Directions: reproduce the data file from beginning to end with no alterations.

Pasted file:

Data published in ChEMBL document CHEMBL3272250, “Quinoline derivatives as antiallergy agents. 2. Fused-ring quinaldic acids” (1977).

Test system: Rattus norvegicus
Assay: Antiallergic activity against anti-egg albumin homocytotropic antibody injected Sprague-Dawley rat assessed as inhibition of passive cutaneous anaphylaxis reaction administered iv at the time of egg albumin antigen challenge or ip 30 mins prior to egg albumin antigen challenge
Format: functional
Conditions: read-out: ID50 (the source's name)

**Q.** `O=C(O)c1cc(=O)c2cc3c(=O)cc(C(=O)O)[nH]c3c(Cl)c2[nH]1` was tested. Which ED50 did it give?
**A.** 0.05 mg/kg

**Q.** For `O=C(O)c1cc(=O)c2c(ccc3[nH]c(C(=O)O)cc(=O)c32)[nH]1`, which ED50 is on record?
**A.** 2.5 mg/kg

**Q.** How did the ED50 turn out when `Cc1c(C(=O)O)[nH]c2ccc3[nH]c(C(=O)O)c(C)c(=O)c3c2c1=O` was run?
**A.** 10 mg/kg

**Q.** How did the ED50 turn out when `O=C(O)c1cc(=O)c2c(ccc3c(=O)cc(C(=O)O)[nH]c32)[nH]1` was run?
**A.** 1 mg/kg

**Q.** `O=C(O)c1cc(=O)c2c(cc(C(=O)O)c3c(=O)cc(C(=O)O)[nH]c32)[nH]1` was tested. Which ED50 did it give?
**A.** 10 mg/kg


Data published in ChEMBL document CHEMBL3272250, “Quinoline derivatives as antiallergy agents. 2. Fused-ring quinaldic acids” (1977).

Test system: Rattus norvegicus
Assay: Antiallergic activity against anti-egg albumin homocytotropic antibody injected Sprague-Dawley rat assessed as inhibition of passive cutaneous anaphylaxis reaction administered iv at the time of egg albumin antigen challenge or ip 30 mins prior to egg albumin antigen challenge
Format: functional
Conditions: read-out: ID50 (the source's name)

**Q.** `O=C(O)c1cc(=O)c2cc3c(=O)cc(C(=O)O)[nH]c3c(Cl)c2[nH]1` was tested. Which ED50 did it give?
**A.** 0.05 mg/kg

**Q.** For `O=C(O)c1cc(=O)c2c(ccc3[nH]c(C(=O)O)cc(=O)c32)[nH]1`, which ED50 is on record?
**A.** 2.5 mg/kg

**Q.** How did the ED50 turn out when `Cc1c(C(=O)O)[nH]c2ccc3[nH]c(C(=O)O)c(C)c(=O)c3c2c1=O` was run?
**A.** 10 mg/kg

**Q.** How did the ED50 turn out when `O=C(O)c1cc(=O)c2c(ccc3c(=O)cc(C(=O)O)[nH]c32)[nH]1` was run?
**A.** 1 mg/kg

**Q.** `O=C(O)c1cc(=O)c2c(cc(C(=O)O)c3c(=O)cc(C(=O)O)[nH]c32)[nH]1` was tested. Which ED50 did it give?
**A.** 10 mg/kg